8 Amazing benefits of antioxidant-rich asparagus (recipes included)
09/15/2020 / By Rose Lidell / Comments
8 Amazing benefits of antioxidant-rich asparagus (recipes included)

Asparagus is rich in vitamins and minerals, but you may not be too fond of it because it can make urine smell a little strange. However, you shouldn’t miss out on this superfood because it offers many health benefits, such as promoting weight loss and keeping your blood pressure in a healthy range.

Health benefits of asparagus

Asparagus is a fiber-rich veggie that can help relieve bloating and promote weight loss. It’s also a natural source of nutrients like vitamins A, B6, C, E and K, and minerals like calcium, copper, folate, iron and protein.

Asparagus is an antioxidant-rich veggie

Asparagus, especially purple asparagus, is rich in anthocyanins that give fruits and vegetables their blue, red, and purple hues. Anthocyanins also have antioxidant effects that can help your body fight free radical damage.

Make sure you don’t overcook or undercook asparagus. While cooking asparagus helps activate its cancer-fighting potential, cooking it for too long could negate some of its nutritional benefits and make the vitamins leech out into the water.

Asparagus is rich in vitamin E

Asparagus contains vitamin E, an important antioxidant. This vitamin boosts your immune system and protects cells from free radical damage.

To reap the health benefits of asparagus, roast the vegetable with a bit of olive oil. Your body absorbs vitamin E better if you eat it with a bit of healthy fat.

Asparagus is full of vitamin K

Like green, leafy vegetables, asparagus is chock-full of vitamin K, a nutrient that is crucial for blood coagulation, which helps stop bleeding after a cut, and bone health. You also need vitamin K since it helps your body absorb calcium.

Asparagus is rich in folic acid

Four asparagus spears contain 22 percent of your recommended daily allowance of folic acid. This nutrient is essential for women who are planning on getting pregnant because it helps fight neural tube defects.

Asparagus helps promote weight loss

Asparagus is a low-fat, low-calorie vegetable. A cup of asparagus only contains 32 calories.

It’s also rich in soluble and insoluble fiber, which makes it the perfect superfood if you want to lose a couple of pounds. Since your body digests fiber slowly, consuming asparagus helps you feel full longer!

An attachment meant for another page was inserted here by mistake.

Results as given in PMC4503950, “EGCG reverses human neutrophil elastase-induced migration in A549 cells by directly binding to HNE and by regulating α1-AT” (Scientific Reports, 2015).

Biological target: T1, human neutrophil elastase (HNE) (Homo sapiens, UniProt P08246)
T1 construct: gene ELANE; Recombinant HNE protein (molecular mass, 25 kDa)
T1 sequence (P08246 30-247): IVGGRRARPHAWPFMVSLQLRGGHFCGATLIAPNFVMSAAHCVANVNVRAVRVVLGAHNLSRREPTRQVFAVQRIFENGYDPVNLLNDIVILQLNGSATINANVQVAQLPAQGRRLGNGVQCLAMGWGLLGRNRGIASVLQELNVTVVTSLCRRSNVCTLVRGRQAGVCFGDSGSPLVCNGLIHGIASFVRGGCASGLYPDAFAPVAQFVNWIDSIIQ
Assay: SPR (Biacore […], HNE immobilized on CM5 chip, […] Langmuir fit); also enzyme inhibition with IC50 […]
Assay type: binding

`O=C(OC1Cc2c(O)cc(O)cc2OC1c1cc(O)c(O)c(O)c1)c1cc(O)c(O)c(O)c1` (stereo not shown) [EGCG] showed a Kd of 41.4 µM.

Fiber-rich asparagus can also help relieve constipation and lower blood cholesterol levels.

Asparagus can keep your urinary tract healthy

Asparagus is a natural diuretic because it’s full of the amino acid, asparagine. This is why consuming a lot of the veggie can help flush excess fluid and salt from your body, as well as prevent urinary tract infections (UTIs).

Women who don’t urinate enough are at risk of developing UTI, but adding asparagus to your regular diet can help prevent infections since going to the bathroom more frequently helps you flush out bad bacteria from your urinary tract.

Asparagus helps relieve bloating

If you’re feeling bloated, eat asparagus to relieve your condition.

Asparagus promotes digestive health and is rich in prebiotics (fiber) that nourish the “good” bacteria (probiotics) in your digestive tract.

Asparagus is a natural mood booster

Asparagus is rich in folate, a B vitamin that can boost your mood and helps prevent irritability.

Studies have identified a link between low levels of folate and vitamin B12 in people who are suffering from depression, which suggests that boosting your intake of both vitamins can help fight the condition. Asparagus is also rich in tryptophan, an amino acid linked to improved mood.

Healthy and delicious asparagus recipes

If you’re an asparagus fan, you need to know how to make nutritious dishes like a no-cream asparagus soup.

You can also try following the recipe for a savory asparagus salad with a runny poached egg for another filling dish.